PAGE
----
Easy to evaluate and even easier to admire, Justin Jackson has been a grassroots constant for nearly four years. He first made a name as a 6-4 rising freshman out of Texas, where he competed with the Houston Hoops 16-under squad. He kept growing and continued pushing himself competitively.
He performed for the Hoops' 17-under edition in 2011, proving that he could maintain pace against older and much stronger opponents. Early that year he also made an unofficial visit to North Carolina, which identified him early and maintained constant pursuit.
Jackson also earned an invitation to play for USA Basketball and received early admission to the LeBron James Skills Academy. All that said, then, his high-major status within the class congealed quickly and never became threatened at any point.
He didn't always dominate at the 17-under level — in fact, he rarely dominated — but he typically did exert a presence. And he became a force within his home school league, using that as a springboard by which he'd fashion his game into higher scoring efforts as he matured.
He also embarked upon a series of visits during his junior year, including to Ohio State and Texas.
The 2012 summer proved to be a critical one. At the EYBL Finals/Peach Jam, he stepped up to become one of the event's most impressive performers despite being a full year younger than most other participants. That summer enabled him to draw offers from UNC and Arizona, among others.
He visited Chapel Hill officially this past March and committed shortly thereafter. That alleviated any pressure as he entered the spring and summer, and the past few months have featured Jackson playing the best basketball of his career. His improvement had been gradual, but somewhere between 2012 and early 2013 he gained a hefty dose of confidence and polish along with improved quickness.
Jackson's game illustrates the potency of simplicity. He's economical, relatively sizzle-free and tends to play in a straight line. Those qualities may not scream superstar, but within the parameters of his own style and talent, he has become a magnificent all-around contributor.
He does his best work in no-man's land, the area of the court 6-13 feet from the basket. Increasingly fewer players operate comfortably within that space, but Jackson actually has tailored his game to maximize his touches in those areas.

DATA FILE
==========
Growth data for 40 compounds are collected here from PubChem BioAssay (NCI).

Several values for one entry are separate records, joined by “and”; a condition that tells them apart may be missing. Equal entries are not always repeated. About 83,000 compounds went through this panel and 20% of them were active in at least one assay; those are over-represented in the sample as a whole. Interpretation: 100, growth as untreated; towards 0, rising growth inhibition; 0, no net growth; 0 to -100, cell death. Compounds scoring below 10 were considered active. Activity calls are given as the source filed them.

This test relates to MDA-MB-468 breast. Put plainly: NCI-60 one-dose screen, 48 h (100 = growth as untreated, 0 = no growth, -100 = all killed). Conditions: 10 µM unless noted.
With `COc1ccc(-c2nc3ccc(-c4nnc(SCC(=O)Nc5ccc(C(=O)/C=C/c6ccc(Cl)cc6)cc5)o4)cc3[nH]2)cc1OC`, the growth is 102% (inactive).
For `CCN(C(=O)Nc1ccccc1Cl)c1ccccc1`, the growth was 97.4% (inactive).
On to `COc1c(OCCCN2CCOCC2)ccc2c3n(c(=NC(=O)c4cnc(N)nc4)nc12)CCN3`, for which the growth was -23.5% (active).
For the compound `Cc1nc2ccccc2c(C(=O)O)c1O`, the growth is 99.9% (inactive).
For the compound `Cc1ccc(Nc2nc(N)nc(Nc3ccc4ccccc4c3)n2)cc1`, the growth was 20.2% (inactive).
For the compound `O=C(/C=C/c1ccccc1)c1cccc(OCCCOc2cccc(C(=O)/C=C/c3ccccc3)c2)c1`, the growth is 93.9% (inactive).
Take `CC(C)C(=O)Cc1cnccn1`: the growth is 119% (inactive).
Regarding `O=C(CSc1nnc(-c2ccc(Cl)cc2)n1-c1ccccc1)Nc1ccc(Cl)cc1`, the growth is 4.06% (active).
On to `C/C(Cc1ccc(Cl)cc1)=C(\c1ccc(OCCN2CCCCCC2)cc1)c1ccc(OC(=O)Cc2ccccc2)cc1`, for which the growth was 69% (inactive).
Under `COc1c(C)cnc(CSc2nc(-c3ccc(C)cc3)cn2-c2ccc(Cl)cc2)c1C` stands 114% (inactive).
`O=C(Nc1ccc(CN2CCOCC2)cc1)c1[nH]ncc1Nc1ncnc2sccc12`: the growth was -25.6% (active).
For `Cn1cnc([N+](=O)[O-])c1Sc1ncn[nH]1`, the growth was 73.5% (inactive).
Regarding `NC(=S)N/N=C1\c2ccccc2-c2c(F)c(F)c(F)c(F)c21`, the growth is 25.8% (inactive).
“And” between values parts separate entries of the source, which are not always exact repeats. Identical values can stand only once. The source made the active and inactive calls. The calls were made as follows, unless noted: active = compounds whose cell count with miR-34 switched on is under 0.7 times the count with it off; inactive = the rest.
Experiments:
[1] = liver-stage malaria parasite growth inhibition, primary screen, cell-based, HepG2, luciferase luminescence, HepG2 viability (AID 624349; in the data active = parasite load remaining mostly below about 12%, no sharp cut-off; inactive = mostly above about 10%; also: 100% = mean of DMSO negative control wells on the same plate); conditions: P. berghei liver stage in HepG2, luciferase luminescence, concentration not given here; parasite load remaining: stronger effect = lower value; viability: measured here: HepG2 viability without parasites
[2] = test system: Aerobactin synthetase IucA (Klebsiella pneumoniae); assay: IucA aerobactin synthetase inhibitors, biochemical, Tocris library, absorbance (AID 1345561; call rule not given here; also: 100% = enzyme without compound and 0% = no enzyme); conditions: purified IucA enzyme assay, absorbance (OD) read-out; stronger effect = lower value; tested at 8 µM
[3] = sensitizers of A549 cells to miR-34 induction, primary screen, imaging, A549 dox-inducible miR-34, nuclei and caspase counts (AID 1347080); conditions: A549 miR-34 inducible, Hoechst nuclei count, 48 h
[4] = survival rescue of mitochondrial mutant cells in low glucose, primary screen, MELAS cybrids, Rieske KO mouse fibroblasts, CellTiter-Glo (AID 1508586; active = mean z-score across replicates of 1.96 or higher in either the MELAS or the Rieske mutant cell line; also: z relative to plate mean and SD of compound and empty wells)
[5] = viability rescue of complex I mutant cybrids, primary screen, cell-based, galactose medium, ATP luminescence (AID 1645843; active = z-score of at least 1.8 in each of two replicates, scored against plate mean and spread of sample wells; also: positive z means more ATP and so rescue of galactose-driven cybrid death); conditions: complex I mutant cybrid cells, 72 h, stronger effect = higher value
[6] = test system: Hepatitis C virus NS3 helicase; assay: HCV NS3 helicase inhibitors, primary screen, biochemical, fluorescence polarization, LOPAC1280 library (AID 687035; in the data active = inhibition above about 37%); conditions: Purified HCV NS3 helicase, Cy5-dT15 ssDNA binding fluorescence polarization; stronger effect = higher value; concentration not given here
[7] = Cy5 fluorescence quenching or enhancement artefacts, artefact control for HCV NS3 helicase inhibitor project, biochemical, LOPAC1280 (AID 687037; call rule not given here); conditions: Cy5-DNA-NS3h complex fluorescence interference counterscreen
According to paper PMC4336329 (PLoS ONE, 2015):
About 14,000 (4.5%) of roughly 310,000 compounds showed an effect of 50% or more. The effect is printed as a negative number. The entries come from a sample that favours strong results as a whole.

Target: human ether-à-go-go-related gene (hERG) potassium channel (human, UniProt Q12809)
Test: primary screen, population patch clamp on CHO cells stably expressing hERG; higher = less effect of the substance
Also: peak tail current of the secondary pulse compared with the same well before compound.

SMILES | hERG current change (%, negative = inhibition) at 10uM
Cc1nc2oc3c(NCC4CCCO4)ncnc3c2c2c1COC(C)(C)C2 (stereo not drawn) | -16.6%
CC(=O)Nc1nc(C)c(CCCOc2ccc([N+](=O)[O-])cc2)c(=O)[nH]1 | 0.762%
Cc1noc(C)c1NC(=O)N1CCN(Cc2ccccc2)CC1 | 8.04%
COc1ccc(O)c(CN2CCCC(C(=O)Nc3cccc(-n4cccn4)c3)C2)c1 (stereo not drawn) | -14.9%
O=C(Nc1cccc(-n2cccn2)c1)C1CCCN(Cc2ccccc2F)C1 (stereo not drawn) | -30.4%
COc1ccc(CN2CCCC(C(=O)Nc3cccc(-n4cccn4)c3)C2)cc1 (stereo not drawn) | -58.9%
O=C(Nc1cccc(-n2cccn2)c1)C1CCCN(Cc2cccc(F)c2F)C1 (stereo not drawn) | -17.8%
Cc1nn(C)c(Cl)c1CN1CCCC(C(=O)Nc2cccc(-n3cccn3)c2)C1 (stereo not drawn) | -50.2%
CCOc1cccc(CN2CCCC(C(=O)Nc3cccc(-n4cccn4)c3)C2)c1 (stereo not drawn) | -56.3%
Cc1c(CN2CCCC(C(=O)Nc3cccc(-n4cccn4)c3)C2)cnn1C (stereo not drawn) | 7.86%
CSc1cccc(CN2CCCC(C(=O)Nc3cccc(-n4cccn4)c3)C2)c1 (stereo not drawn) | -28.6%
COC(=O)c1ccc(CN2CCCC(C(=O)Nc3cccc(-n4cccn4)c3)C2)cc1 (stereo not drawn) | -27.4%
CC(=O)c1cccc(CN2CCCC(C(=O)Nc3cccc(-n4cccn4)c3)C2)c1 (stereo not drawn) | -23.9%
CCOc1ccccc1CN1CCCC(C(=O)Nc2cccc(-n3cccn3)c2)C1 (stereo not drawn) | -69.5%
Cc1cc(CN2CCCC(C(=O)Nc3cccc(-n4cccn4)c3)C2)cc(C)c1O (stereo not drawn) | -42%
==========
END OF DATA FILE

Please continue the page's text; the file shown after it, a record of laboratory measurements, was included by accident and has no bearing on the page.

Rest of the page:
Utilizing a lightning-quick release, Jackson darts forward either off the dribble or off the catch and lofts in short jump shots. He can halt his momentum even moving at fullspeed to remain in control for very accurate results. He intelligently passes up open shots in order to work for better ones, and his preferred arsenal tends to catch defenses by surprise.
He sets up screens well and thrives when surrounded by more dominant handlers, yet he also boasts a sure dribble himself and possesses enough quickness to create his own shot on occasion.
Jackson also shoots threes at a respectable percentage. He previously relied more heavily on distance jumpers, but now he takes them judiciously and rarely forces a bad one.
When he's unable to get shots while moving toward the rim, he loves to employ high post ups against smaller wings. He typically sets up at 8-10 feet, and from there he patiently dribbles his way down another foot or two and launches accurate turnaround jumpers.
Meanwhile, he's a solid passer both in halfcourt and running the break, and he's an outstanding third ballhandler. At 6-7, that particularl quality becomes even more valuable because he's tall enough to pass over most pressure-applying wings.
His defense gets overlooked due to his offensive proficiency, but I believe Jackson will become at least adequate on that end of the court as well. He uses his long arms and a wide stance to contain dribble penetration, and his lateral quickness and instincts are above-average. He also makes timely blocks from behind as a helper.
Jackson's intangibles also warrant mention. His skills lend themselves to high efficiency, but so does his attitude. He holds the talent to pursue his own opportunities at the expense of his teammates, but he simply isn't hard-wired to compete that way. He shares the ball enthusiastically and participates in the game's minutia more than most star players.
Clearly, Jackson must get stronger. He's naturally narrow through his shoulders, though, so he's unlikely ever to become a power wing. For that reason some opponents can overwhelm him physically, a problem that becomes aggravated when officials call looser games.
As mentioned, he's also not an elite athlete. Although more than capable physically in most respects, Jackson doesn't dominate as much as he picks his spots. He's more of a consistent, steady-as-she-goes performer rather than a dynamic, bullying force.
He most likely will be fine in the college game due to the way it's structured, but in the NBA he'll be tasked with creating for himself, if possible, and that's when he must prove he can overcome a thin and narrow physique.
Strength concerns a given, Jackson still should push to start as a freshman. His height, skill level and intangibles will make him difficult to exclude from the lineup. Depending upon how well he's able to bury threes and create his own shot, Jackson likely won't need more than a year or two of college before he's ready to become an NBA draft pick.
How he fares at that juncture remains to be seen, but his improvement rate and understanding of his own talent suggest a very promising outcome.